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Boullier: We need to understand exhaust ban.

Renault team boss Eric Boullier has admitted that the regie needs to get its head around the proposed changes to exhaust rules.
Renault F1 boss Eric Boullier has said that, while he is disappointed to see a lot of the team's winter efforts undone by the latest FIA rules decision, it won't stop the regie exploring alternatives.

Boullier's comments, made to speedtv.com, compared the loss of exhaust-blown diffuser technology to the ban on other performance-enhancing ideas such as the 'F-duct', which was imagined by McLaren, hastily copied by its rivals and then banned by the FIA at the end of 2010 on the grounds of safety after drivers were spotted taking their hands off the steering wheel to block the duct needed to energise the device.

Blown diffusers, particularly of the 'hot' variety where fuel is injected into the exhausts to improve the quality of the gases being forced through the diffuser, have become the technical topic du jour in 2011, with Red Bull Racing largely credited with the idea, leaving the rest of the field to play catch-up.

Renault's exhaust solution is more ingenious than most, with the exits situated ahead of the sidepods rather than at the rear as seen with the majority of its rivals, but will not escape the blanket ban being made on exhaust technology in 2012, when a standard design, exiting beyond the diffuser, will be mandated. An immediate ban on blown diffusers comes into force from next month's British Grand Prix.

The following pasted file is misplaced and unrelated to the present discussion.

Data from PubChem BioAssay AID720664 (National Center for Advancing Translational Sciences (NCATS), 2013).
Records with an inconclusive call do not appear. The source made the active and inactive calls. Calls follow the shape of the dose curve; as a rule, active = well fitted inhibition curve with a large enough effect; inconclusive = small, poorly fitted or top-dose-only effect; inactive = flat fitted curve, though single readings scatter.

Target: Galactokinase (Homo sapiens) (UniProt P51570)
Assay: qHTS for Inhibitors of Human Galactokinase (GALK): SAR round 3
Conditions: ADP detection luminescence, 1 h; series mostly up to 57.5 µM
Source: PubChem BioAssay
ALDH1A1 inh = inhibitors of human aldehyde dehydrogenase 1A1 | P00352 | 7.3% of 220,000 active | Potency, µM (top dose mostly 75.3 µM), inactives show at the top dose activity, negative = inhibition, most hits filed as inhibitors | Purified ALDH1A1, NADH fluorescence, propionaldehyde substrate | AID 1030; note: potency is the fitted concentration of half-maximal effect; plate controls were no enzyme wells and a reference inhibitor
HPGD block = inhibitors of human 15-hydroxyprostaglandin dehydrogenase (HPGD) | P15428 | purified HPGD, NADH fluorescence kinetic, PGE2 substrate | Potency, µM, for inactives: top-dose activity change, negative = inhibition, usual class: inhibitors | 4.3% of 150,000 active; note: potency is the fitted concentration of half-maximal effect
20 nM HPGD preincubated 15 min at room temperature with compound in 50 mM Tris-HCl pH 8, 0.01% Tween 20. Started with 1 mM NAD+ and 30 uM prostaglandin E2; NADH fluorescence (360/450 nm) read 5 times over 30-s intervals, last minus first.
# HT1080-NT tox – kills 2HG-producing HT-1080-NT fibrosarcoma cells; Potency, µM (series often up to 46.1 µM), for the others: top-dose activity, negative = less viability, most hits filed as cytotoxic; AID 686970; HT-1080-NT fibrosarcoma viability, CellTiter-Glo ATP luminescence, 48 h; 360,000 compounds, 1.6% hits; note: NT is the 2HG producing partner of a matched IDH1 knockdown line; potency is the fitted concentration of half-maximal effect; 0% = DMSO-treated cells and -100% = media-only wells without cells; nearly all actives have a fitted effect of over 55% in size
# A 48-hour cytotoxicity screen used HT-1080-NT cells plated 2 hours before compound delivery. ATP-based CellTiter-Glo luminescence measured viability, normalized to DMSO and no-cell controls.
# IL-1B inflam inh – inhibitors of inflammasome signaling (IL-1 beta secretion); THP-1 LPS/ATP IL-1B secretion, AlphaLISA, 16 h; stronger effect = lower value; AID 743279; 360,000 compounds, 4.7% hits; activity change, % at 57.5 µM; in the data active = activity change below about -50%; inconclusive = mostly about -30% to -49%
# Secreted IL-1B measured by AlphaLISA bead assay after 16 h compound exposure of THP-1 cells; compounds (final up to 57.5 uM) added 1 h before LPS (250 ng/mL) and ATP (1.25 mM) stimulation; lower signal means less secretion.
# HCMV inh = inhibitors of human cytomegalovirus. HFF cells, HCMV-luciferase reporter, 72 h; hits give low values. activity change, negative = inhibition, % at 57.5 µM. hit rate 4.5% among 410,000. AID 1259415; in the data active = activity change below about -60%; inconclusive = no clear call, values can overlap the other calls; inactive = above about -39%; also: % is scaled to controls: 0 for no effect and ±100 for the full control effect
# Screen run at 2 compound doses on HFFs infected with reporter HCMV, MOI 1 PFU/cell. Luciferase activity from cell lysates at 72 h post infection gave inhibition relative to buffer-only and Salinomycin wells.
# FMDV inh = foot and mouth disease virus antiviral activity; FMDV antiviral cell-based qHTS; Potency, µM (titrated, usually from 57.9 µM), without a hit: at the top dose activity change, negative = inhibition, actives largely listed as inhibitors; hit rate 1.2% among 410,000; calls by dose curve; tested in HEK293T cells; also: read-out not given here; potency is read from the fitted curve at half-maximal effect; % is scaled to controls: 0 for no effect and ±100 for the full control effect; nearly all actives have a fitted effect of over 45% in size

“I can feel what McLaren felt when they decided to ban the F-duct,” Boullier conceded, “To be honest, we're not thinking too much about it but, when you want to go one route, if the FIA is changing the rules, we have to stick to the rules. We need to understand the exact reason but if, at the end, the decision is to ban these systems, we'll work on something else. It's definitely a change and, if we can make it work differently on our car, we'll do everything we can. We need to understand exactly what [FIA delegate] Charlie [Whiting] wants to ban.”

The details of the various bans and rule changes will be discussed at today [Thursday]'s meeting of the F1 Technical Working Group, but the FIA needs to cement all technical rule changes for 2012 by 30 June and will be keen to get its ideas adopted as soon as possible.

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nb - Unregistered

June 16, 2011 3:06 PM

clarrie if the FIA cared about the environment they could have one less fly away race and it would save more fuel than is burnt in an entire season of F1 racing

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